In British and American common law, quo warranto is a prerogative writ requiring the person to whom it is directed to show what authority they have for exercising some right, power, or franchise they claim to hold.

The Assize of Bread and Ale was a 13th-century law in high medieval England, which regulated the price, weight and quality of the bread and beer manufactured and sold in towns, villages and hamlets. It was the first law in British history to regulate the production and sale of food. At the local level, this resulted in regulatory licensing systems, with arbitrary recurring fees, and fines and punishments for lawbreakers. In rural areas, the statute was enforced by manorial lords, who held tri-weekly court sessions.

Pillory Whipping-post

The pillory is a device made of a wooden or metal framework erected on a post, with holes for securing the head and hands, formerly used for punishment by public humiliation and often further physical abuse. The pillory is related to the stocks.

Everdon Priory was an alien priory, a subsidiary community to an abbey abroad, in this case in Normandy. This created great difficulties for the priory after John, King of England lost Normandy to the French in 1204. In times of war between England and France, the Crown took over the alien priories and their estates, granting them to prominent supporters to secure their loyalty: the coming of peace provided an opportunity to extort large fines for returning priories to their orders.

Alien priories were religious establishments in England, such as a monastery or convent, which were under the control of another religious house outside England. Usually the mother-house was in France.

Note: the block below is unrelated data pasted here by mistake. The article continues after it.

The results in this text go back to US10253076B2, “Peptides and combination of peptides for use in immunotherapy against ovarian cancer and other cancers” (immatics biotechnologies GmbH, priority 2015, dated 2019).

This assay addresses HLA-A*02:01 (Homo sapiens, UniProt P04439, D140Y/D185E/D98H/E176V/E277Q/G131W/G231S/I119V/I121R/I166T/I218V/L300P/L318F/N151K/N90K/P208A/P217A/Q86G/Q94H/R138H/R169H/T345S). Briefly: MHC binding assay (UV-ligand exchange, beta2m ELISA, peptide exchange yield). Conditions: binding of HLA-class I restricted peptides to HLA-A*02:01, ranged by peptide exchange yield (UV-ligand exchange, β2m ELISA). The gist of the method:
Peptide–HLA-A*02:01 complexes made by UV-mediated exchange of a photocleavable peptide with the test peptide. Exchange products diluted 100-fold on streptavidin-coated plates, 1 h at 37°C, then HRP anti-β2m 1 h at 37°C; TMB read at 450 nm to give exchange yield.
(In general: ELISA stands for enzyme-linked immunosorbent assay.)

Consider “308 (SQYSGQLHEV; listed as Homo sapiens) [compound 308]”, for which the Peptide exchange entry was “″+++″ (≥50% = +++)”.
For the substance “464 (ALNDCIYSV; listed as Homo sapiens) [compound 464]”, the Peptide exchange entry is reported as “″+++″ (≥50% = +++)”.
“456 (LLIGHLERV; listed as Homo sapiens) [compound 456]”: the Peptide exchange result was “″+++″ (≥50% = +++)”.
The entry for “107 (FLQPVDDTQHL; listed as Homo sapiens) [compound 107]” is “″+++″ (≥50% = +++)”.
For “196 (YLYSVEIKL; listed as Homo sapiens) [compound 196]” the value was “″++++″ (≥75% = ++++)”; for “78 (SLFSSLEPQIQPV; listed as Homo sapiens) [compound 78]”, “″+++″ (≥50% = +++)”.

John, King of England King of England

John was King of England from 1199 until his death in 1216. He lost the Duchy of Normandy and most of his other French lands to King Philip II of France, resulting in the collapse of the Angevin Empire and contributing to the subsequent growth in power of the French Capetian dynasty during the 13th century. The baronial revolt at the end of John's reign led to the sealing of Magna Carta, a document sometimes considered an early step in the evolution of the constitution of the United Kingdom.

This cyclical process was ended by Henry V. Planning the war against France that would culminate in the Agincourt campaign, he put legislation before Parliament to dissolve the alien priories, Everdon included. Although many were given to royal favourites or sold, Everdon was retained as a Crown possession. This later allowed Henry VI to grant it to his newly founded Eton College in 1440, a gift that was confirmed by Edward IV in 1462.

Henry V of England King of England

Henry V, also called Henry of Monmouth, was King of England from 1413 until his death in 1422. He was the second English monarch of the House of Lancaster. Despite his relatively short reign, Henry's outstanding military successes in the Hundred Years' War against France, most notably in his famous victory at the Battle of Agincourt in 1415, made England one of the strongest military powers in Europe. Immortalised in the plays of Shakespeare, Henry is known and celebrated as one of the greatest warrior kings of medieval England.

Battle of Agincourt English victory in the Hundred Years War

The Battle of Agincourt was one of the greatest English victories in the Hundred Years' War. It took place on 25 October 1415 near Azincourt in northern France. England's unexpected victory against a numerically superior French army boosted English morale and prestige, crippled France, and started a new period of English dominance in the war.

Henry VI of England King of England

Henry VI was King of England from 1422 to 1461 and again from 1470 to 1471, and disputed King of France from 1422 to 1453. The only child of Henry V, he succeeded to the English throne at the age of nine months upon his father's death, and succeeded to the French throne on the death of his maternal grandfather Charles VI shortly afterwards.

The priory buildings themselves slowly decayed. Remains of the priory were still visible close to Eton's lordship house in the 18th century, but have since disappeared completely. [1]